In 1983, a group of hawkers from the city marched to the Supreme Court, asking that their right to livelihood be recognised. Two years later, the court came out with comprehensive guidelines that would allow them to work, with some conditions. The civic body was directed to implement these.
It’s been 28 years since then, but every week, teams of two or three hawkers from various city unions travel to New Delhi, hoping the court will get the Brihanmumbai Municipal Corporation (BMC) and the Maharashtra government to remember that the order exists and to do something about it.
The forgotten guidelines
Today, citizens and activists are crying themselves hoarse over the burgeoning number of hawkers and, consequently, the rapidly-shrinking pavements. The solution, however, lies in the same 16 recommendations the Apex Court had provided in 1985 while hearing the petition filed by the Bombay Hawkers Union. The order struck a balance between the needs of two groups — the lakhs of people directly or indirectly dependent on street vending, and citizens decrying hawkers as an obstacle to urban planning.
The BMC was directed to create hawking and non-hawking zones, specifying the exact area hawking pitches could occupy, create committees in charge of regulating hawkers and even fix the time of day when street-vending would be permitted.
Both hawkers and activists found merit in the guidelines. “These orders could have given the city relief from unregulated hawkers. Instead, to ensure that the nexus of officials, hawker unions and politicians continued to benefit, the BMC and state have consistently refused to take any concrete steps,” said Atul Vora, Kandivli resident and member of Citispace, a citizens’ forum. Citispace approached the Bombay high court in November 1998 asking it to direct the civic body to implement the SC order.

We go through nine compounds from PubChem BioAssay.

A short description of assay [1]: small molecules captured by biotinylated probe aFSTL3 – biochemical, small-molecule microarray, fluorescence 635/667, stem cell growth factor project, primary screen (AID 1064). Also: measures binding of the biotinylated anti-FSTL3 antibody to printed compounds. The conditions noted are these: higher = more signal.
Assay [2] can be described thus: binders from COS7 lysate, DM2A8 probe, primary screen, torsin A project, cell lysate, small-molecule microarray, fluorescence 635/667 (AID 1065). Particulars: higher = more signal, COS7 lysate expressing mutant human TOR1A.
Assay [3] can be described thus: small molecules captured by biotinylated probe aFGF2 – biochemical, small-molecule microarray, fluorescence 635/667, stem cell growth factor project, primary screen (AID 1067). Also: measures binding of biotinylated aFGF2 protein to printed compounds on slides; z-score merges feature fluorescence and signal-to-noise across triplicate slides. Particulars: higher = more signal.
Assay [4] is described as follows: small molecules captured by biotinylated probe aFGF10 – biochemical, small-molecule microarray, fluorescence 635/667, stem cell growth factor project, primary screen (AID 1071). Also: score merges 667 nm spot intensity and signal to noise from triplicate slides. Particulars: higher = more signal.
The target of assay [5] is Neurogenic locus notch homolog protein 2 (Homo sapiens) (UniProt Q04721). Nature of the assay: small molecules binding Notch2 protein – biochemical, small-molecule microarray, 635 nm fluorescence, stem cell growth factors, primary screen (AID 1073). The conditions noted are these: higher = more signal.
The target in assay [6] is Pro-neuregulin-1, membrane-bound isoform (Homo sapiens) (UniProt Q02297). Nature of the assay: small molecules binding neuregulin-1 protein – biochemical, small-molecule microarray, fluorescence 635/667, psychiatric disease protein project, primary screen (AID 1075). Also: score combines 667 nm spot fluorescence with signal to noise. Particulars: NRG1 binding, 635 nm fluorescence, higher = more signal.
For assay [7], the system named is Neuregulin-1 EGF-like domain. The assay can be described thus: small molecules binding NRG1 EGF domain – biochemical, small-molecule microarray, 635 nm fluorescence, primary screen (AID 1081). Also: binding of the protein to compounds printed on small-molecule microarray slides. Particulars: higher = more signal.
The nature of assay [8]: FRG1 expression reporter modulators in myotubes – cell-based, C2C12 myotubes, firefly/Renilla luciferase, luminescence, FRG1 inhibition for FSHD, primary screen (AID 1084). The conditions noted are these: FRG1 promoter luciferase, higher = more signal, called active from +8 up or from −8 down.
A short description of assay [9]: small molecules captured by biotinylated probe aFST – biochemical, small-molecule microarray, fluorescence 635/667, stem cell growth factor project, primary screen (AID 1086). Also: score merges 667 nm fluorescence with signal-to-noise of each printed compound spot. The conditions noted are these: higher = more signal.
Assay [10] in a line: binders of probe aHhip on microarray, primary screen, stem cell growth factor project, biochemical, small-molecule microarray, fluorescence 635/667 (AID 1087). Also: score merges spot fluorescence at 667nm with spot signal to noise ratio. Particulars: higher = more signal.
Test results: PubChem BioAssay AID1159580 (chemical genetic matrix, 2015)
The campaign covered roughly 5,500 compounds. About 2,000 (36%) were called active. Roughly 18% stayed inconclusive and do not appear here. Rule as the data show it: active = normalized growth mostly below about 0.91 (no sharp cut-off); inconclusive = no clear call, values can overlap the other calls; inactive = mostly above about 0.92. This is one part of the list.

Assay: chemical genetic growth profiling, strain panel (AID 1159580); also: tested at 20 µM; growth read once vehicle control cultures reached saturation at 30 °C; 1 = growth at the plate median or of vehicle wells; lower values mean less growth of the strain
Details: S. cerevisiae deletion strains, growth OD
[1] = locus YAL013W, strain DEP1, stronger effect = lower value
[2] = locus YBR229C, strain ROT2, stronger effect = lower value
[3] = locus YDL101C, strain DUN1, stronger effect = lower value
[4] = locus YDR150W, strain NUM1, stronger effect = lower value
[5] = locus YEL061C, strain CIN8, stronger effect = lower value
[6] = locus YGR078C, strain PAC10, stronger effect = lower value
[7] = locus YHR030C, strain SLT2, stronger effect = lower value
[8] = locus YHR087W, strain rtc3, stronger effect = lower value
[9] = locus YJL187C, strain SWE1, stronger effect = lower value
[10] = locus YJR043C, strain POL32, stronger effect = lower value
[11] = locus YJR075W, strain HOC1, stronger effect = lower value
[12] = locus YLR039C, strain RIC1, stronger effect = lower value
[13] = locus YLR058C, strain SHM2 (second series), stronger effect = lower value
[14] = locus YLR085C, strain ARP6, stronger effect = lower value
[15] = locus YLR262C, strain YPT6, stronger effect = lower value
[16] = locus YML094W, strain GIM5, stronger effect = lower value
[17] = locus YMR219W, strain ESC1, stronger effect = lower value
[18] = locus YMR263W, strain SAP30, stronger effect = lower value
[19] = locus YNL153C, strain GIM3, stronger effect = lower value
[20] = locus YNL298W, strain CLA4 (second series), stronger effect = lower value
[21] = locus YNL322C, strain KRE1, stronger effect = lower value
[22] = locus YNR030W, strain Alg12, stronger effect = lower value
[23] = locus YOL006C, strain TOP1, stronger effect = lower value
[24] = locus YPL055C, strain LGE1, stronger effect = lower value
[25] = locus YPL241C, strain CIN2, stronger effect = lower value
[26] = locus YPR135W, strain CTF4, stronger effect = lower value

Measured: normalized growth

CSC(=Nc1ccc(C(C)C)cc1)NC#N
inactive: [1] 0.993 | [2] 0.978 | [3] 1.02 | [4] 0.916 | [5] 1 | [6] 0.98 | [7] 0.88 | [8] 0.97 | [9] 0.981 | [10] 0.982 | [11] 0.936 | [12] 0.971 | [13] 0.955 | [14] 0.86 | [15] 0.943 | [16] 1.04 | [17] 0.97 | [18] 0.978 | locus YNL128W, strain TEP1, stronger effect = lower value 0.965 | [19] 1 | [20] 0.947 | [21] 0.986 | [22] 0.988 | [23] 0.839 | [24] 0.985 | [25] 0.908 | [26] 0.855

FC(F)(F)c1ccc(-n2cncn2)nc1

Haider Imam, general secretary of the All India Trade Union Congress, which has nearly 15,000 hawkers as members, agreed. “We were hoping that the BMC would implement these as it would give us a sense of security and legitimacy. We wanted society to approach us with greater sensitivity, and the guidelines were a step towards that.”
But apart from feeble attempts at implementing the order in bits and parts, nothing concrete has emerged. For instance, the BMC has only designated 191 roads in the city as legitimate hawking zones.
The consequences of this inaction have been far-reaching, for each stakeholder. The city’s hawking class has grown manifold. A study in 1998 found there to be at least 1.02 lakh of them, while unofficial estimates now peg the number at three times this.
But if there’s safety in numbers, it isn’t for the hawkers — they face harassment from different authorities every day, coupled with the constant fear of being evicted. And over on the other side, citizens and activists remain dissatisfied with the city’s walking spaces endlessly threatened by unfettered vendors.
TIME FOR A CHANGE
Sharit Bhowmik, an academician from the Tata Institute of Social Sciences (TISS), who has been working on issues of street vending and livelihoods, said the civic body had taken the wrong approach towards hawking. “This is not about urban development and urban form; it is about the livelihoods of lakhs of people involved. Unless there is some amount of regulation, the conflict will continue to affect hawkers,” he said.
The BMC, meanwhile, admits to not having done enough. “We have tried to implement each of the guidelines, but more should have been done,” said Mohan Adtani, additional municipal commissioner. “We are now looking at a fresh study to find space for more hawkers, in addition to the 191 hawking zones we already have.”